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27 Comments

  1. Sallie

     /  September 27, 2013

    God forbid!!

    Reply
  2. tokoni

     /  September 27, 2013

    Now dis is one scary story and I’m pregnant ATM. … Chai not my portion.

    Reply
  3. Wow. Really impressive work.

    Reply
  4. Graphic detail of a sadistic doctor with a demented mind.

    Reply
  5. Aida, could you have saved the mother? Made me sad…. Too much blood yet u lost her. *crying*

    Reply
  6. doris

     /  September 27, 2013

    JEEZ! Please walter,don ‘t write this kind of story again.

    Reply
  7. kachi

     /  September 27, 2013

    Beautiful 🙂

    Reply
  8. nik

     /  September 27, 2013

    ohh the demented look focused on only the baby, not caring what happens to the mother. who cares he is the only doc around, he can get away with it.
    the cracken has been released (heheheh)

    Reply
  9. em. shakes, shey no be series cause I don’t think I would like to read this type of stories again. scared already

    Reply
  10. make I go read am from episode 1. fear is a thing of the mind

    Reply
  11. Tosin

     /  September 27, 2013

    Nyc one u av here….lluv d details…..n for d doctor….!!!!….He nids help…..I pirri his “victims”…..I obviously cnt kal them Patients….

    Reply
  12. Ok. Nice story. The problem were with details.
    First, pfannenstiel incision is a skin incision and different from classical, which is the incision on the uterus.
    What he meant to say was a lower segment incision was better than a classical because it makes VBAC possible.

    Second, you don’t make an incision on the placenta to release the amniotic fluid. It’s the amniotic sac that is incised. The placenta is then delivered after the baby has been delivered.

    The doctor is definitely crazy. He definitely knew what to do but chose not to just because he didn’t want to be told what to do…now that is a whole different level of crazy.

    Reply
  13. Great work by Adaora, as usual.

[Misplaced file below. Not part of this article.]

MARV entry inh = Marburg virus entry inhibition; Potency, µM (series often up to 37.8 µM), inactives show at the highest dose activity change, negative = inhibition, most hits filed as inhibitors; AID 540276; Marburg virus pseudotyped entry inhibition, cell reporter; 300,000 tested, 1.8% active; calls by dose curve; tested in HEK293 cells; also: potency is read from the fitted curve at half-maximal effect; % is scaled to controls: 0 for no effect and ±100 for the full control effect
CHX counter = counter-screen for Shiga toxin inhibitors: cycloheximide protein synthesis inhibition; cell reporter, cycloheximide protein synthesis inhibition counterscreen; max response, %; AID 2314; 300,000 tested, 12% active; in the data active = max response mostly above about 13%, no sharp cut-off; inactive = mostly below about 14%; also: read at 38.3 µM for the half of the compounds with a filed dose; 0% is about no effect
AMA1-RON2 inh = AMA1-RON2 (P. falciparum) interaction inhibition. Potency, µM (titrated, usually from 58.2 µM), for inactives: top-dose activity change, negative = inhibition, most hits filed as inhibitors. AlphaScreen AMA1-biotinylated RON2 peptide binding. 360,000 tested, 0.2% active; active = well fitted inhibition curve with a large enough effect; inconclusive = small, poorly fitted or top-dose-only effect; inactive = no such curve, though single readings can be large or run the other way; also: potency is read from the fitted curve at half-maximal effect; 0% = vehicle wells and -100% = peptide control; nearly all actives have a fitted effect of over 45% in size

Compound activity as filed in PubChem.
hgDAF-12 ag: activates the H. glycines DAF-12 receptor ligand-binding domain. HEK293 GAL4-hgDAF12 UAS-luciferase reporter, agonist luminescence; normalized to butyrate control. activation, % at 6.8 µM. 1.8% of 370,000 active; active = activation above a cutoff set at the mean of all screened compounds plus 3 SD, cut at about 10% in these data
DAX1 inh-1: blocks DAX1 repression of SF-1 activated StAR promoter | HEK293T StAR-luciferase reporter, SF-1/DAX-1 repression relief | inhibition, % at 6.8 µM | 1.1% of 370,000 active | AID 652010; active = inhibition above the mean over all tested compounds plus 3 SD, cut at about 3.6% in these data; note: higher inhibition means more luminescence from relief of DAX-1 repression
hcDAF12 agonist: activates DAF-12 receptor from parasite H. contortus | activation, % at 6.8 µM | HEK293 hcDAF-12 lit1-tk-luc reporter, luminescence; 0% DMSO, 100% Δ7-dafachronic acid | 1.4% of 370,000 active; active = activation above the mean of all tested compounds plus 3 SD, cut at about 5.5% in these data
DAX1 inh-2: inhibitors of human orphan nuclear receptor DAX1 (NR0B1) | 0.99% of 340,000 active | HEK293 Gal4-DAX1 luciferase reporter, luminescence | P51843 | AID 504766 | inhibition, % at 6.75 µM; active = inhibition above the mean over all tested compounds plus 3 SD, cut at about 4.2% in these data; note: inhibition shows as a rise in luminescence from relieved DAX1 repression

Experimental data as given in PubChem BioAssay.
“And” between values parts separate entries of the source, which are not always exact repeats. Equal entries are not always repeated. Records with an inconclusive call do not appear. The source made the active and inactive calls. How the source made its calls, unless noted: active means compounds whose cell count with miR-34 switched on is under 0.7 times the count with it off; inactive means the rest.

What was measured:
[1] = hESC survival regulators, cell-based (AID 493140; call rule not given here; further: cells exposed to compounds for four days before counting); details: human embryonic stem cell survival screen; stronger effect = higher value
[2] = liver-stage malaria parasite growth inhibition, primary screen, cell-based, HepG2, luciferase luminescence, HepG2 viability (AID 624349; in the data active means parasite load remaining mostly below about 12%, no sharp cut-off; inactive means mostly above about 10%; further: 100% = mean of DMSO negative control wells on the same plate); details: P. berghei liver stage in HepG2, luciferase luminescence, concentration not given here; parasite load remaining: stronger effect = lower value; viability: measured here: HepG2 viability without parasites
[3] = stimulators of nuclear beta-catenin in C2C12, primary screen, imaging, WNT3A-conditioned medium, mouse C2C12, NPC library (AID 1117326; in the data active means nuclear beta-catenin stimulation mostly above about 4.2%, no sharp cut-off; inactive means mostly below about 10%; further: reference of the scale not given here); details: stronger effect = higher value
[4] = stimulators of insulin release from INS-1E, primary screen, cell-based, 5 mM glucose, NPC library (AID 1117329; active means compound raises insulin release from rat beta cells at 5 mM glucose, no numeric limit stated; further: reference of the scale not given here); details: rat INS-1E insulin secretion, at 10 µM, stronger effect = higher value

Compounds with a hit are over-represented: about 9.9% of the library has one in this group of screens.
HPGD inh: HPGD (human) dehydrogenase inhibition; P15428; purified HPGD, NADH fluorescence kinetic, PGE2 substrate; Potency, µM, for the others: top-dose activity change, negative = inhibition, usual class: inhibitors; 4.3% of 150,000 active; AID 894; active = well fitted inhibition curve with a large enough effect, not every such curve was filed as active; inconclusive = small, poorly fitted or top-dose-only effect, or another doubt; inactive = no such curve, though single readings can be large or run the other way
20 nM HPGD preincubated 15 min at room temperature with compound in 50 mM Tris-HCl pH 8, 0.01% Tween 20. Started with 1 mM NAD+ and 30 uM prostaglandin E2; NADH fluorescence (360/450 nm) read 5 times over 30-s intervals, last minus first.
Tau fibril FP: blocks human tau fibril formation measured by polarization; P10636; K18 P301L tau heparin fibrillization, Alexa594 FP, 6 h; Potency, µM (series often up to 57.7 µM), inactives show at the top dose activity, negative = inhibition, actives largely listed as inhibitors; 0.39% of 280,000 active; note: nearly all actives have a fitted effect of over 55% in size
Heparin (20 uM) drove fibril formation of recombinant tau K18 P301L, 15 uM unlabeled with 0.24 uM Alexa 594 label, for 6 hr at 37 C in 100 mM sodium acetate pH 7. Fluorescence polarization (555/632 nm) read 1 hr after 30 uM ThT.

@topazo- I think that the point of the story is to show a ‘quack doctor’, one who doesnt actually have the skills to do what he claims to do.

    And the sad thing is that if you check it out, we probably have A LOT of these ‘doctors’ around in Nigeria.

    Reply
    • Very sad indeed. Aηd becos Nigeria isn’t a litigious country, their incompetence is constantly kept from tнє knowledge of tнє public. Wнєη there aяє no lawsuits of wrongful deaths, there’s no awareness of malpractice

      Reply
  14. anderson

     /  September 27, 2013

    My take? Dis guy needs a two-week long session with Manny! He’s wacko.

    Reply
  15. Grace oruitemeka

     /  September 27, 2013

    Walter na! I hate stories wit gory details…i dnt av a stomach 4 it…u knw am a SOFTIE..lol

    A cwazi doc I mst say…i pray he dosnt cm 2 d south…phew!..way to go AIDA..

    Reply
  16. abikoye

     /  September 27, 2013

    Humanity turned collateral damage
    I say this Doc needs a shrink.

    Reply
  17. nice story biko! Ride on AIDA

    Reply
  18. chika

     /  September 27, 2013

    Chei! Scary stuff here

    Reply
  19. Adeline Kasper

     /  September 29, 2013

    Rotfl!
    Lol!! =))
    Nice story. It just made me lol, cos d doc himself is a patient.He nids help 😀

    Reply
  20. The grimness of the story and edgy sadism are determinants of this story’s pulse. Yet something makes it beat rather faint – the narrowed perspective of the Surgeon’s view. A different voice – not self-absolved – may have promoted the amorality and the recklessness of the procedure making this read less cold. There is a lone voice on isles where evil thrives – a hegemony that haunts. There is a sleepless dark in this story. I am quite afraid of it.

    Reply
  1. ACCIDENTS DO HAPPEN (Ward Rounds: Episode 6) | MY MIND SNAPS